After a major storm, houses may be flooded or damaged and the recovery process can be tough physically and mentally. Below are new “Post Disaster” safety tips that you can download and share with your residents on Neighbors.
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"FEMA aids individuals and families who have disaster caused damages to their homes as a result of a presidentially declared disaster. FEMA can help with other assistance needs, such as disaster-caused childcare needs, disaster medical expenses or necessary clean-up items.
FEMA does not provide assistance for small businesses impacted by a disaster. FEMA’s partner, the Small Business Administration (SBA), offers low interest loans for business damage. Also, we do not offer housing assistance for secondary homes, only for your primary residence."
Comience Su Proceso de Recuperación
"FEMA ayuda a las personas y familias que han sufrido por desastre en sus hogares como resultado de un desastre declarado por el presidente. FEMA puede ayudar con otras necesidades de asistencia, como las necesidades de cuidado de niños causadas por el desastre, los gastos médicos del desastre o los artículos de limpieza necesarios.
FEMA no brinda asistencia a las pequeñas empresas afectadas por un desastre. El socio de FEMA, la Administración de Pequeñas Empresas (SBA) (https://www.sba.gov/funding-programs/disaster-assistance), ofrece préstamos a bajo interés por daños comerciales. Además, no ofrecemos asistencia de vivienda para viviendas secundarias, solo para su residencia principal."
Is Your Power Still Out?
"Turn off the power at the main breaker in your house if the device is still plugged in. Wait for an electrician to check the device before using it.
If you have to use candles, keep them away from anything that can catch fire. Always stay near lit candles and keep two fire extinguishers on hand."
Assistance After A Major Storm
"The following types of assistance may be provided by FEMA’s Individuals and Households Program:
-Temporary Housing Assistance: Financial assistance to homeowners or renters to rent a temporary place to live if your home is unlivable because of the disaster, and you have no insurance coverage for temporary housing. If there are no rental properties are available, as a last resort, a government housing unit may be provided in some areas.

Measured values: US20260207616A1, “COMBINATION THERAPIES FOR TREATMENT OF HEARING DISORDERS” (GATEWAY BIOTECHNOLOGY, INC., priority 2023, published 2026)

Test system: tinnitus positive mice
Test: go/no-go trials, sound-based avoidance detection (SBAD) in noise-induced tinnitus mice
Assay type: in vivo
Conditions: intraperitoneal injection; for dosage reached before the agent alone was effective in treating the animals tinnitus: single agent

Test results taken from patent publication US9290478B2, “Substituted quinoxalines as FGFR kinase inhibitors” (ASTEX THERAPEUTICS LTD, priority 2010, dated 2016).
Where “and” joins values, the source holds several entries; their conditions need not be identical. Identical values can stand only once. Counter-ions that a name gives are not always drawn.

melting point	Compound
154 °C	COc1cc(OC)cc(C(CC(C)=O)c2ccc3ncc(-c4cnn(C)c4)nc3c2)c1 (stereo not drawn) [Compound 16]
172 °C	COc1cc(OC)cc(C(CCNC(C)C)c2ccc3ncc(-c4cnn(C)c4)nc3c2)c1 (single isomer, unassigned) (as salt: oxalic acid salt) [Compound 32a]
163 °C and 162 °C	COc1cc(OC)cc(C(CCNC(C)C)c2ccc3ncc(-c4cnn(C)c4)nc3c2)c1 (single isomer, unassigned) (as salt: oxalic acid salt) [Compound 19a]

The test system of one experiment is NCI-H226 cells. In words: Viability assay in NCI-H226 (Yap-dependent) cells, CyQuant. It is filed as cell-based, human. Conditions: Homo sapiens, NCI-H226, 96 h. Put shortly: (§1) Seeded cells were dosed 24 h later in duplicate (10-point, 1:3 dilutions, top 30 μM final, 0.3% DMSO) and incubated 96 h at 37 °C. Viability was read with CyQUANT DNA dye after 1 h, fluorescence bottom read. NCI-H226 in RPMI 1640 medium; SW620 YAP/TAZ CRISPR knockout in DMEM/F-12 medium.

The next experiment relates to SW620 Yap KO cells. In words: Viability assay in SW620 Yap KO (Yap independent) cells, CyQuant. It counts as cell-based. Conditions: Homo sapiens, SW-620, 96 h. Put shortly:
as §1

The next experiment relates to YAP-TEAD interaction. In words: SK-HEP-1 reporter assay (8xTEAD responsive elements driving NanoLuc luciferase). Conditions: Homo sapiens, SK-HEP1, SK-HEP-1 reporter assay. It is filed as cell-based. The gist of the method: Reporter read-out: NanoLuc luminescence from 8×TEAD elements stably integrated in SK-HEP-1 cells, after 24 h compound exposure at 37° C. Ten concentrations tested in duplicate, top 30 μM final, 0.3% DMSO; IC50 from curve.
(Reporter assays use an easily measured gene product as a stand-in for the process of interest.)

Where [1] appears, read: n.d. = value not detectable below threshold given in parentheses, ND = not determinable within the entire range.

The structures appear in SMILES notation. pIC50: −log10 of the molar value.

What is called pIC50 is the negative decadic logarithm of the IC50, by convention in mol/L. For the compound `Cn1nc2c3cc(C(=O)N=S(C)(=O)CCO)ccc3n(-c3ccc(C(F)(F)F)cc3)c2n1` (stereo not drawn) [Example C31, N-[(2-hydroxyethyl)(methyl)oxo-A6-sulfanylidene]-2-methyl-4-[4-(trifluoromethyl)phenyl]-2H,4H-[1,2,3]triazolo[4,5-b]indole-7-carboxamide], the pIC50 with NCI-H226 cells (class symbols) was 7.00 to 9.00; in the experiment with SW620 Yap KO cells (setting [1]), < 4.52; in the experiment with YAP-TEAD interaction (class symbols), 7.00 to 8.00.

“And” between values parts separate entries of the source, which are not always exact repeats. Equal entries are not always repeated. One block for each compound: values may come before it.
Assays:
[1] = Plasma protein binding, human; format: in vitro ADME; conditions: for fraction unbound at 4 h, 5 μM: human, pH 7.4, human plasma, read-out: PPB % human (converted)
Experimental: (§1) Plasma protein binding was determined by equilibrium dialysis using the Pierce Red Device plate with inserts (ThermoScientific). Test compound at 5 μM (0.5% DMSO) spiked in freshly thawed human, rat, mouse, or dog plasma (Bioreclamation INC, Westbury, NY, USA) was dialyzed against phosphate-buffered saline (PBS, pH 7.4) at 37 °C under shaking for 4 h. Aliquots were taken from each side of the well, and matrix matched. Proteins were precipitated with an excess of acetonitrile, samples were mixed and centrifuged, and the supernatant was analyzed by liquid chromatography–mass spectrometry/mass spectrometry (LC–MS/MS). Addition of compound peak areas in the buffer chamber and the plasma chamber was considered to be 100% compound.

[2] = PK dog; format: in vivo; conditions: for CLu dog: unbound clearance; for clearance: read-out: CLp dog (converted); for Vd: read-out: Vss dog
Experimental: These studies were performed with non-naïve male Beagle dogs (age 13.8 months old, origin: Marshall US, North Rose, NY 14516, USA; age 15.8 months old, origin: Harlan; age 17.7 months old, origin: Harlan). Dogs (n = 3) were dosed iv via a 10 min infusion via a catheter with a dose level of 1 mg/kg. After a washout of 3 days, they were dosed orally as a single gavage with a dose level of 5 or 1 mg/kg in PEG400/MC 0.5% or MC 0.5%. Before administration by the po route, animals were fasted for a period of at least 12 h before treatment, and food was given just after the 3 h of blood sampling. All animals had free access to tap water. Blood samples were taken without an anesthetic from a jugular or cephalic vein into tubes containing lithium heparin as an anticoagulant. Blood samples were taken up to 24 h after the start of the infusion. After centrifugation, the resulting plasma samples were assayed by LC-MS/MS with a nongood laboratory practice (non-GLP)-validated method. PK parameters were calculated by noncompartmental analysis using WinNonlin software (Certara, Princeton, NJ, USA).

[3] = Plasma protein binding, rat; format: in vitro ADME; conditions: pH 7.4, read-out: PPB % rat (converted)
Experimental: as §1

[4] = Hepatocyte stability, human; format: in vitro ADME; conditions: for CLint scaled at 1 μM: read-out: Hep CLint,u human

-Lodging Expenses Reimbursement: Reimbursement of hotel expenses for homeowners or renters for short periods of time due to inaccessibility or utility outage, if not covered by insurance or any other program.
-Home Repair: Financial assistance to homeowners to repair disaster-caused damage to their primary residence, when the damage is not covered by insurance, to make the home safe, sanitary, and fit to occupy. This assistance may include funds for hazard mitigation measures, such as roof, furnace, water heater, or main electrical panel mitigation, to help reduce the amount of damage to the home in future disasters, if those items were damaged by the disaster.
-Home Replacement: Financial assistance to homeowners to help replace their home destroyed in the disaster, when the damage is not covered by insurance.
-Permanent Housing Construction: Direct or financial assistance for the construction or repair of a home. This type of help occurs only in certain unique cases where no other type of housing assistance is possible."
Don’t Use Generators In Your Home!
"-Fuel-burning equipment creates carbon monoxide (CO). This can include equipment like generators, pressure washers, charcoal grills, and camp stoves. You can’t smell or see carbon monoxide, but if it builds up in your home, it can cause sudden illness and death.
-Never use portable gasoline or coal-burning equipment or camp stoves inside your home, basement, or garage. Keep it outside and at least 20 feet from any window, door, or vent.
-Use a battery-operated or battery backup CO detector any time you use a generator or anything else that burns fuel.
-If you have a CO detector and it starts beeping, leave your home right away and call 911"
Is Your Home or Neighborhood Flooded?
"-Always follow warnings about flooded roads.
-Don’t drive in flooded areas—cars or other vehicles won’t protect you from floodwaters. They can be swept away or may stall in moving water.
-If you have to be in or near floodwater, wear a life jacket—especially if the water is rising.
-Wash your hands with soap and water if you have been in floodwater. If you don’t have soap or water, use alcohol-based wipes or sanitizer. Floodwater can contain many things that may harm health, including germs, dangerous chemicals, human and livestock waste, wild or stray animals, downed power lines, and other contaminants that can make you sick."
Tips For Removing Debris
"Cleaning up your home can be a big job. Please follow these tips:
-Wear the right gear: hard hats, gloves, and eye protection.
-Use teams to move heavy/bulky objects.
-Take precaution when using a chainsaw.
-Don’t touch down powerlines, this can cause serious injury or even death.
-Do not block the roadway with debris."